Add the NAACP to the growing number of organizations and individuals that believe congressional lawmakers are doing a lousy job. The organization’s Civil Rights Legislative Report Card released April 18 gave failing grades to 46 percent of U.S. senators and 55 percent of House members based on how they voted on “bread and butter” civil rights issues from January 5 to December 23, 2011.
“The fact that the federal government touches almost every aspect of our lives, from health and education to criminal justice and economic stability, means that they have the power to make improvements in the lives of almost every American if they simply exercise their political will to work hard and address the real issues and concerns of the American people,” said Hilary Shelton, NAACP Washington bureau chief.
The report card rates 15 votes taken in the Senate and 20 in the House on legislation that would repeal funding for implementation of the Affordable Care Act and ban funding for health care services provided by Planned Parenthood, the House’s 2012 federal budget, an amendment to stop payments for the Black farmers settlement and the confirmation vote on Richard Cordray’s nomination to head the Consumer Financial Protection Bureau.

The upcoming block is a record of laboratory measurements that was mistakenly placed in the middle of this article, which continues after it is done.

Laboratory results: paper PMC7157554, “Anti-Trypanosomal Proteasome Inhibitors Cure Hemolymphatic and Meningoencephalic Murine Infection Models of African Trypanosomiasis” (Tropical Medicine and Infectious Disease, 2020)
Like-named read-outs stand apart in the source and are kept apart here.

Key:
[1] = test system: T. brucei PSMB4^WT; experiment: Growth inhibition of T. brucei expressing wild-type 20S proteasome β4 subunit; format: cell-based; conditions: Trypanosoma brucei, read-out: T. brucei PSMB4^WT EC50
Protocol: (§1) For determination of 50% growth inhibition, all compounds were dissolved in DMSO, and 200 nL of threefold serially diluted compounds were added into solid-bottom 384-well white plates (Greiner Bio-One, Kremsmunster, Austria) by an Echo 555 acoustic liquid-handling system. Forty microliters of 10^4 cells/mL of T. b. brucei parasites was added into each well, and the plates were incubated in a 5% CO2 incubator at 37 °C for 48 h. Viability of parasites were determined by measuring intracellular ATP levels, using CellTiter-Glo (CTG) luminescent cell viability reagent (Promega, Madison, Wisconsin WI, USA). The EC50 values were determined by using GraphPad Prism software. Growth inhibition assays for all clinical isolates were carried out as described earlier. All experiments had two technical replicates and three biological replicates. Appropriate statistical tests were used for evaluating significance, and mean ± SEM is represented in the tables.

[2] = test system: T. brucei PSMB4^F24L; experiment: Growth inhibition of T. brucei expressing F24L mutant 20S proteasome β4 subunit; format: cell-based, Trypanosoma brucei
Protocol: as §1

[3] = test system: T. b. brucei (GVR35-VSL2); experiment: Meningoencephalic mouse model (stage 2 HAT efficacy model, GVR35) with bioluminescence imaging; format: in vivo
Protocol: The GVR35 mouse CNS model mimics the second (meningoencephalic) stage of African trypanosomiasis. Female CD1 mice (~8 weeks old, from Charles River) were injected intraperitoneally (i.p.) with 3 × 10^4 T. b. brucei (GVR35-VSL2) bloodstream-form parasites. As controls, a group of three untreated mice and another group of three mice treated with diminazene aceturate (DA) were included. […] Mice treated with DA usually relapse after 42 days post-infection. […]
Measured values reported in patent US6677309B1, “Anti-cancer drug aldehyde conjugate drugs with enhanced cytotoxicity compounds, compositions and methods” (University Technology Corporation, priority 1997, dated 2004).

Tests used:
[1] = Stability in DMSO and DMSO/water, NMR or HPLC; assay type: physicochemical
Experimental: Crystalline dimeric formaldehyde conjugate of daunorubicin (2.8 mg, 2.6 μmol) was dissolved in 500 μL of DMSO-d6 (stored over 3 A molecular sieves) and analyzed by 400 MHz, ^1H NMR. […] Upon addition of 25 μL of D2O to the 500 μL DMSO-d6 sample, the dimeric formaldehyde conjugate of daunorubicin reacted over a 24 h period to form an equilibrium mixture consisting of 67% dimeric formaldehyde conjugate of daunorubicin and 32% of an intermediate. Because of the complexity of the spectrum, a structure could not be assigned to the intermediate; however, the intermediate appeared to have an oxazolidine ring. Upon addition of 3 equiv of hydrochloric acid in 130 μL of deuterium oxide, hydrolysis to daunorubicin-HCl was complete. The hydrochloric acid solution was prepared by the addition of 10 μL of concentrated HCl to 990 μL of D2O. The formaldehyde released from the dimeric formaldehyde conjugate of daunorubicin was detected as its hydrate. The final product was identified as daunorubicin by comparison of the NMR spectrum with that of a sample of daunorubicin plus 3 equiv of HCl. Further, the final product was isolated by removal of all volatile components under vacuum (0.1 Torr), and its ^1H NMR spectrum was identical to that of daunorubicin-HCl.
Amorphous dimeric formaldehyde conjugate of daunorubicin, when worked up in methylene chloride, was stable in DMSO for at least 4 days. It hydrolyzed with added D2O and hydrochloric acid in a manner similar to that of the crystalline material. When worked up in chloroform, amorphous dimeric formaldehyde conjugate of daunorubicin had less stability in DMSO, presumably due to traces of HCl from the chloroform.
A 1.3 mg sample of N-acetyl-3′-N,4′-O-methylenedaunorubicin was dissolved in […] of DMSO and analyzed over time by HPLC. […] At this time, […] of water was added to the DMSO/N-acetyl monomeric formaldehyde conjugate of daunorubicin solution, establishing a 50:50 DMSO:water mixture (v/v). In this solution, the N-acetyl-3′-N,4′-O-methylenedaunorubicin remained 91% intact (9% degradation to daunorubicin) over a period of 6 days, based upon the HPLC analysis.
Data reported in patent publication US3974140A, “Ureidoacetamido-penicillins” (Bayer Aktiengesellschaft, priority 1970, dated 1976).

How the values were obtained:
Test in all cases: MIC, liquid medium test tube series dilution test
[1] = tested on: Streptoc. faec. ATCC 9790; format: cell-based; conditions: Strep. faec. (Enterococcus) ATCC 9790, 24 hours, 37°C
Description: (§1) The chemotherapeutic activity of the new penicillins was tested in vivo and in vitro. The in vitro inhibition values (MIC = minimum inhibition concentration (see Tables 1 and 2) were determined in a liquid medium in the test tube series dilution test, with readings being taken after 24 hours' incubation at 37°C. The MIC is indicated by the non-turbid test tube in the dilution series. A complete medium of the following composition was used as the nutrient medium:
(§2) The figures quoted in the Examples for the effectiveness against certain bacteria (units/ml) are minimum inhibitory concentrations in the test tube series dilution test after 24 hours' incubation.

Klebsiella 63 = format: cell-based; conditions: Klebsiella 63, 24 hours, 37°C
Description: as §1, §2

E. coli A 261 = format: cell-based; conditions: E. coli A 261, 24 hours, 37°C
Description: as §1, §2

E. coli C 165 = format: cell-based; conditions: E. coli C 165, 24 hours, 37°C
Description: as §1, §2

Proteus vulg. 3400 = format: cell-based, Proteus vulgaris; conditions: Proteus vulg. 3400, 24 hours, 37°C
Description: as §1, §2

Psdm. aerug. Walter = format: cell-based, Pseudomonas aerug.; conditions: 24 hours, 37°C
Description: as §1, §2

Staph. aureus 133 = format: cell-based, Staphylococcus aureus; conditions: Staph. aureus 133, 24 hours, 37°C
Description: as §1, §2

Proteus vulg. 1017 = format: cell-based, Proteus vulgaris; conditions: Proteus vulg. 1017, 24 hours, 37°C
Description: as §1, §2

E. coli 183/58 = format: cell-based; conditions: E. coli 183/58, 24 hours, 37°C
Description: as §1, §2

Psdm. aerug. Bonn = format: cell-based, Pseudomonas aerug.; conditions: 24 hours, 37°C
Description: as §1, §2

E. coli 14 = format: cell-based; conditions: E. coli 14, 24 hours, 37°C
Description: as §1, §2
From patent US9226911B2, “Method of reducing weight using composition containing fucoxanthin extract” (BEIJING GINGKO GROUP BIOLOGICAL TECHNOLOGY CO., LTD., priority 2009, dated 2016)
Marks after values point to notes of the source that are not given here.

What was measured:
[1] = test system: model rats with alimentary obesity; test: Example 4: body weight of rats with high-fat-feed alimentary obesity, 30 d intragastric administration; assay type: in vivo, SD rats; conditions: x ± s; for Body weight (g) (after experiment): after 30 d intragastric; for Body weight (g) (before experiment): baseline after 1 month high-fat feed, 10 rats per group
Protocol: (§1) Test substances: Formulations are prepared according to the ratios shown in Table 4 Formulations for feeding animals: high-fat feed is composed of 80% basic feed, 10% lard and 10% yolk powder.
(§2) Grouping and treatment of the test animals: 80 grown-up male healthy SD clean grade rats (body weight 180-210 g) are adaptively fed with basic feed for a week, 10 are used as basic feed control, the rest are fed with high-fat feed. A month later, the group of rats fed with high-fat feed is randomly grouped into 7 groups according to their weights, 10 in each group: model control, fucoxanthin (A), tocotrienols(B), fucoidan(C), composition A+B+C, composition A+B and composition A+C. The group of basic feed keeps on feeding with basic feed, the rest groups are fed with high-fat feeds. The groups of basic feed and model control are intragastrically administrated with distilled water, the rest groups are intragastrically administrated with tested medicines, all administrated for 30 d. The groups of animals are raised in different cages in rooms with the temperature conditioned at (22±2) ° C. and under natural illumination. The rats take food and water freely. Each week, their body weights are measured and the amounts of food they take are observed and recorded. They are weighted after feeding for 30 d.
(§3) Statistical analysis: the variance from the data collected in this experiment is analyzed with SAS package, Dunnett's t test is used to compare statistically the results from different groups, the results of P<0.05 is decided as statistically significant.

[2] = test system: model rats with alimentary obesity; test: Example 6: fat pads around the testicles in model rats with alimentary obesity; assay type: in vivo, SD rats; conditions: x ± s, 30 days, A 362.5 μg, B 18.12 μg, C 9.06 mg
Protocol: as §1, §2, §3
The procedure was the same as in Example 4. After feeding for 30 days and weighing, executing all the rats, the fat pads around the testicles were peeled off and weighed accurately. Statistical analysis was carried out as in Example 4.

Not surprisingly, almost every member of the Congressional Black Caucus earned an A grade. The exceptions were Reps. Sanford Bishop (Georgia) and Gregory Meeks (New York), who each received a B, and Florida’s Allen West, who earned an F.
The NAACP has issued a legislative report card since 1914 to educate its members on their congressional representatives’ voting patterns.
“Although much has changed in the past 50 years, there is still much to be done. Racial discrimination, segregation, bias and disparities continue to plague our nation,” said NAACP President Ben Jealous. “We need to understand how and if our federal officials are dealing with these problems.”
BET Politics - Your source for the latest news, photos and videos illuminating key issues and personalities in African-American political life, plus commentary from some of our liveliest voices. Click here to subscribe to our newsletter.
(Photo: Getty Images)